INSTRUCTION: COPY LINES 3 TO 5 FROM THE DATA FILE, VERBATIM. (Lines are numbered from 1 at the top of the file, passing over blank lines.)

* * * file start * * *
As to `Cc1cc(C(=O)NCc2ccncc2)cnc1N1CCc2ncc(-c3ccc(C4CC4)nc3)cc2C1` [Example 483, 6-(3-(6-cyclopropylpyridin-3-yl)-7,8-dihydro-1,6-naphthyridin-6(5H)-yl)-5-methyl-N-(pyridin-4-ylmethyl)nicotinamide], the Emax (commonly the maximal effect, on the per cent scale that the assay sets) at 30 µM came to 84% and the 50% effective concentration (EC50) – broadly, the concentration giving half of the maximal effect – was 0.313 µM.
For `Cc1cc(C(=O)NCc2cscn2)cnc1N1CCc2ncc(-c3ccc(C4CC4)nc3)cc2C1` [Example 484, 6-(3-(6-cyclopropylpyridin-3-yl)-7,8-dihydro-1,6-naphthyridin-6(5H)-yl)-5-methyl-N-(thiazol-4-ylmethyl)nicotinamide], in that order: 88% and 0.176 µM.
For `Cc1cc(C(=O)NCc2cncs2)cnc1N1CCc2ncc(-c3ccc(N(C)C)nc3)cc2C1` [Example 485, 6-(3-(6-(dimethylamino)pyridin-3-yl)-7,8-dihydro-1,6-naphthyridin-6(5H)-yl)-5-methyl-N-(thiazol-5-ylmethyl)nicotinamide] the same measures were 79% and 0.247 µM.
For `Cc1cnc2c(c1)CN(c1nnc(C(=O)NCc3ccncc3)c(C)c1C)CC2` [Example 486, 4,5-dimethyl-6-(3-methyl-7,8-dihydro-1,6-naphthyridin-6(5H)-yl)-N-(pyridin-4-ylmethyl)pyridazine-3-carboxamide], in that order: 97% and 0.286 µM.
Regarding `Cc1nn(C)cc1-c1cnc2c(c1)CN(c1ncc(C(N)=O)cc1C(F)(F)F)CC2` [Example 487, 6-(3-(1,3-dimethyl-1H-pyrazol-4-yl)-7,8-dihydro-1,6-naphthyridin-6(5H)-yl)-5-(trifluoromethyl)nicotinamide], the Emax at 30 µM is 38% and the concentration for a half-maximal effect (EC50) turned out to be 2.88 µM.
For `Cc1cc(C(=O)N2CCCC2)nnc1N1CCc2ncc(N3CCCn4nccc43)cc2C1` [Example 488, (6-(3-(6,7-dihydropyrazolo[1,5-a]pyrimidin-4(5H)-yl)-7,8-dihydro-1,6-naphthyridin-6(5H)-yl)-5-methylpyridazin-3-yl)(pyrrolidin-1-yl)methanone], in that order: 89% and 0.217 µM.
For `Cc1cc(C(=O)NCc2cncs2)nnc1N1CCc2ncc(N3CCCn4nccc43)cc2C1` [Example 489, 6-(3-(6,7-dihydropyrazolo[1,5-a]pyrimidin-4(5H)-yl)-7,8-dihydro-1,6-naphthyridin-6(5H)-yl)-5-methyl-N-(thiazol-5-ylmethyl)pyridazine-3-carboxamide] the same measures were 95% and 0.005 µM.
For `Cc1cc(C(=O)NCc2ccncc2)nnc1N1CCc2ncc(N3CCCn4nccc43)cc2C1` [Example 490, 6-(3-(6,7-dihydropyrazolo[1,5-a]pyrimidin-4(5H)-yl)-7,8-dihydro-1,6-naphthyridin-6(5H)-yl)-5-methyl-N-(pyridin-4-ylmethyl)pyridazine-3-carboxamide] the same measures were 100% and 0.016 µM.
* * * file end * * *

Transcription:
For `Cc1cc(C(=O)NCc2cncs2)cnc1N1CCc2ncc(-c3ccc(N(C)C)nc3)cc2C1` [Example 485, 6-(3-(6-(dimethylamino)pyridin-3-yl)-7,8-dihydro-1,6-naphthyridin-6(5H)-yl)-5-methyl-N-(thiazol-5-ylmethyl)nicotinamide] the same measures were 79% and 0.247 µM.
For `Cc1cnc2c(c1)CN(c1nnc(C(=O)NCc3ccncc3)c(C)c1C)CC2` [Example 486, 4,5-dimethyl-6-(3-methyl-7,8-dihydro-1,6-naphthyridin-6(5H)-yl)-N-(pyridin-4-ylmethyl)pyridazine-3-carboxamide], in that order: 97% and 0.286 µM.
Regarding `Cc1nn(C)cc1-c1cnc2c(c1)CN(c1ncc(C(N)=O)cc1C(F)(F)F)CC2` [Example 487, 6-(3-(1,3-dimethyl-1H-pyrazol-4-yl)-7,8-dihydro-1,6-naphthyridin-6(5H)-yl)-5-(trifluoromethyl)nicotinamide], the Emax at 30 µM is 38% and the concentration for a half-maximal effect (EC50) turned out to be 2.88 µM.